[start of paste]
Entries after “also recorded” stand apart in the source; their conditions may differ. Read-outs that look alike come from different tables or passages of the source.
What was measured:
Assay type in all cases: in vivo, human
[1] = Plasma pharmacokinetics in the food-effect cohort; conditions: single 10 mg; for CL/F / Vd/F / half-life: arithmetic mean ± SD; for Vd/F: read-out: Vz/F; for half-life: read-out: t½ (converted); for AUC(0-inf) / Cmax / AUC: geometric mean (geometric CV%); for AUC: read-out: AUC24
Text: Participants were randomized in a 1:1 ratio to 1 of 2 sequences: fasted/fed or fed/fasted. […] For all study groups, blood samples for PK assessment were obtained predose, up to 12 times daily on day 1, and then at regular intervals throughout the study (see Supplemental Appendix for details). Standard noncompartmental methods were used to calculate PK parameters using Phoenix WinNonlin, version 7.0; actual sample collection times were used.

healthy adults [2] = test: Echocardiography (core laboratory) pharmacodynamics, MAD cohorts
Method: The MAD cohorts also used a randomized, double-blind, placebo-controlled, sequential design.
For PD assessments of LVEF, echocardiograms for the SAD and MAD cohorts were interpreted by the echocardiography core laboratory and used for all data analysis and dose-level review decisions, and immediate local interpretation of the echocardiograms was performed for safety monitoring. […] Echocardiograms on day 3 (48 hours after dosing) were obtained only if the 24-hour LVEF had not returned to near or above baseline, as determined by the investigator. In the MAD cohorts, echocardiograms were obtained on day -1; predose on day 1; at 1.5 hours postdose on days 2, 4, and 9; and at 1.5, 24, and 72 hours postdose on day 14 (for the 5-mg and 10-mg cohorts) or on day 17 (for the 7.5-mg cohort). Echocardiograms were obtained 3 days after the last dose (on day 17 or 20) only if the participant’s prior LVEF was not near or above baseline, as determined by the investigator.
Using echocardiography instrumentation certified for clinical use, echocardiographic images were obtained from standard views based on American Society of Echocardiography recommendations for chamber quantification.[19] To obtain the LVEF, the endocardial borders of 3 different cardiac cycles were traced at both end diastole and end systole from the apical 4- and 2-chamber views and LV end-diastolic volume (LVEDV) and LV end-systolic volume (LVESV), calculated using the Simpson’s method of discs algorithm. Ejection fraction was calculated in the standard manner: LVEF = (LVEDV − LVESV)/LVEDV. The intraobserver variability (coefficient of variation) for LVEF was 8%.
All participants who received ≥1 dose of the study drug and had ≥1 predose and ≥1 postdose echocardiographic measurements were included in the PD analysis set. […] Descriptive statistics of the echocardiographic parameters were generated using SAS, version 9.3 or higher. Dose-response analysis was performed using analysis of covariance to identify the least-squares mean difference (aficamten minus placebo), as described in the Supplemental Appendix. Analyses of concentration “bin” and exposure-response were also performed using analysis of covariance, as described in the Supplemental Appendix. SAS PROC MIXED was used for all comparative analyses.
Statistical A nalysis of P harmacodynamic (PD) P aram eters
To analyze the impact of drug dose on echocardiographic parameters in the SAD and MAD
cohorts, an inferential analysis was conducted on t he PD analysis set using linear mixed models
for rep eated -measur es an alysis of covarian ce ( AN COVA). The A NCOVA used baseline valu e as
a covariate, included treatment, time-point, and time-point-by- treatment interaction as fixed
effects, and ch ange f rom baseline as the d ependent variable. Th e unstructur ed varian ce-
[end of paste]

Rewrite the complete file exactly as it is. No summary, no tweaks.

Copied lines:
Entries after “also recorded” stand apart in the source; their conditions may differ. Read-outs that look alike come from different tables or passages of the source.
What was measured:
Assay type in all cases: in vivo, human
[1] = Plasma pharmacokinetics in the food-effect cohort; conditions: single 10 mg; for CL/F / Vd/F / half-life: arithmetic mean ± SD; for Vd/F: read-out: Vz/F; for half-life: read-out: t½ (converted); for AUC(0-inf) / Cmax / AUC: geometric mean (geometric CV%); for AUC: read-out: AUC24
Text: Participants were randomized in a 1:1 ratio to 1 of 2 sequences: fasted/fed or fed/fasted. […] For all study groups, blood samples for PK assessment were obtained predose, up to 12 times daily on day 1, and then at regular intervals throughout the study (see Supplemental Appendix for details). Standard noncompartmental methods were used to calculate PK parameters using Phoenix WinNonlin, version 7.0; actual sample collection times were used.

healthy adults [2] = test: Echocardiography (core laboratory) pharmacodynamics, MAD cohorts
Method: The MAD cohorts also used a randomized, double-blind, placebo-controlled, sequential design.
For PD assessments of LVEF, echocardiograms for the SAD and MAD cohorts were interpreted by the echocardiography core laboratory and used for all data analysis and dose-level review decisions, and immediate local interpretation of the echocardiograms was performed for safety monitoring. […] Echocardiograms on day 3 (48 hours after dosing) were obtained only if the 24-hour LVEF had not returned to near or above baseline, as determined by the investigator. In the MAD cohorts, echocardiograms were obtained on day -1; predose on day 1; at 1.5 hours postdose on days 2, 4, and 9; and at 1.5, 24, and 72 hours postdose on day 14 (for the 5-mg and 10-mg cohorts) or on day 17 (for the 7.5-mg cohort). Echocardiograms were obtained 3 days after the last dose (on day 17 or 20) only if the participant’s prior LVEF was not near or above baseline, as determined by the investigator.
Using echocardiography instrumentation certified for clinical use, echocardiographic images were obtained from standard views based on American Society of Echocardiography recommendations for chamber quantification.[19] To obtain the LVEF, the endocardial borders of 3 different cardiac cycles were traced at both end diastole and end systole from the apical 4- and 2-chamber views and LV end-diastolic volume (LVEDV) and LV end-systolic volume (LVESV), calculated using the Simpson’s method of discs algorithm. Ejection fraction was calculated in the standard manner: LVEF = (LVEDV − LVESV)/LVEDV. The intraobserver variability (coefficient of variation) for LVEF was 8%.
All participants who received ≥1 dose of the study drug and had ≥1 predose and ≥1 postdose echocardiographic measurements were included in the PD analysis set. […] Descriptive statistics of the echocardiographic parameters were generated using SAS, version 9.3 or higher. Dose-response analysis was performed using analysis of covariance to identify the least-squares mean difference (aficamten minus placebo), as described in the Supplemental Appendix. Analyses of concentration “bin” and exposure-response were also performed using analysis of covariance, as described in the Supplemental Appendix. SAS PROC MIXED was used for all comparative analyses.
Statistical A nalysis of P harmacodynamic (PD) P aram eters
To analyze the impact of drug dose on echocardiographic parameters in the SAD and MAD
cohorts, an inferential analysis was conducted on t he PD analysis set using linear mixed models
for rep eated -measur es an alysis of covarian ce ( AN COVA). The A NCOVA used baseline valu e as
a covariate, included treatment, time-point, and time-point-by- treatment interaction as fixed
effects, and ch ange f rom baseline as the d ependent variable. Th e unstructur ed varian ce-